Newest Review: ... characters he comes across. Jodie Foster couldn't return as Starling, as she had just become a mother. So the role of Starling was r... more
too little too late
Member Name: adambrookes
Date: 18/09/02, updated on 18/09/02 (24 review reads)
Advantages: good dvd commentaty
Disadvantages: poor film
Yes, he's back ... and he's still hungry. Hannibal is set 10 years after The Silence of the Lambs, as Dr Hannibal "the Cannibal" Lecter (Anthony Hopkins, reprising his Oscar-winning role) is living the good life in Italy, studying art and sipping espresso. FBI agent Clarice Starling (Julianne Moore, replacing Jodie Foster), on the other hand, hasn't had it so good--an outsider from the start, she's now a quiet, moody loner who doesn't play bureaucratic games and suffers for it. A botched drug raid results in her demotion--and a request from Lecter's only living victim, Mason Verger (Gary Oldman, uncredited), for a little Q and A. Little does Clarice realise that the hideously deformed Verger--who, upon suggestion from Dr Lecter, peeled off his own face--is using her as bait to lure Dr Lecter out of hiding, quite certain he'll capture the good doctor.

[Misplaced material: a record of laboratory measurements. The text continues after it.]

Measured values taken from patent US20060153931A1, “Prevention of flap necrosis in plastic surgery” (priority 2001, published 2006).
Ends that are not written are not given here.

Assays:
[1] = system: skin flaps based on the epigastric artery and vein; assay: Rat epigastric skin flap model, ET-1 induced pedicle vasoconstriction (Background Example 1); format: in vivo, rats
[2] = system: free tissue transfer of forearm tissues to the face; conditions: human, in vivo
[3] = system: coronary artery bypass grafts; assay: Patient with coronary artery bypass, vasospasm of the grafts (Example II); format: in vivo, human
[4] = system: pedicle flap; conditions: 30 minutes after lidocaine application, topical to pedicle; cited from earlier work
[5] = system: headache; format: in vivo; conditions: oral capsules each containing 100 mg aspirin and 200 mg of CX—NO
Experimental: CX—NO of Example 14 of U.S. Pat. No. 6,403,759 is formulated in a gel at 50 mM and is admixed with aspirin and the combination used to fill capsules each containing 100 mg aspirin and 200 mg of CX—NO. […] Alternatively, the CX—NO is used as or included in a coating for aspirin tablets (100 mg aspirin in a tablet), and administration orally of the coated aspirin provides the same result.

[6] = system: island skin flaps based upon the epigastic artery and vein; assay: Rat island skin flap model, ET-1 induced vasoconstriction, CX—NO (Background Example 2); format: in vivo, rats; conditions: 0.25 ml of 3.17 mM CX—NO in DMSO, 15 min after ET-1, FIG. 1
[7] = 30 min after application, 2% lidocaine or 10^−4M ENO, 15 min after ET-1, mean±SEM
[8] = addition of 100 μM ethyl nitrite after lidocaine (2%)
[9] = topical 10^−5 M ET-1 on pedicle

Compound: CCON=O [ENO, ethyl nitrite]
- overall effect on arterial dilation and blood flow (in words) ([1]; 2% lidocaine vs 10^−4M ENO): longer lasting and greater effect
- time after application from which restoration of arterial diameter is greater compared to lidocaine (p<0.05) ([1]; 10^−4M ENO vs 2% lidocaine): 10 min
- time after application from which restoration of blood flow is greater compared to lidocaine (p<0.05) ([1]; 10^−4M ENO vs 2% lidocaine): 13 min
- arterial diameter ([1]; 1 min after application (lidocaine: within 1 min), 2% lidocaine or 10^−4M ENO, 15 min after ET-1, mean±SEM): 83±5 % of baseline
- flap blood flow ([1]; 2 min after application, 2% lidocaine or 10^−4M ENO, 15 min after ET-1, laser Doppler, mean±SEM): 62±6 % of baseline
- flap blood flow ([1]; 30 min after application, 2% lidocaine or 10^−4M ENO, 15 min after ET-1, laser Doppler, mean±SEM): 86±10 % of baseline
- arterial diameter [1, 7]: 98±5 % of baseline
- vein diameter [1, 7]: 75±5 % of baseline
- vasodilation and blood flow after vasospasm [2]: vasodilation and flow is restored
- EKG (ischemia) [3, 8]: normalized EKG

Taking the basic plot contraptions from Thomas Harris's baroque novel, Hannibal is so stylistically different from its predecessor that it forces you to take it on its own terms. Director Ridley Scott gives the film a sleek, almost European look that lets you know that, unlike the first film (which was about the quintessentially American Clarice), this movie is all Hannibal. Does it work? Yes--but only up to a point. Scott adeptly sets up an atmosphere of foreboding, but it's all a build-up to the anticlimax, as Verger's plot for abducting Hannibal (and feeding him to man-eating wild boars) doesn't really deliver the requisite visceral thrills, and the much-ballyhooed climatic dinner sequence between Clarice, Dr Lecter and a third, unlucky guest wobbles between parody and horror. Hopkins and Moore are both first-rate, but the film contrives to keep them as far apart as possible, when what made Silence of the Lambs so amazing was their interaction. When they do connect it's quite thrilling but it's unfortunately too little too late.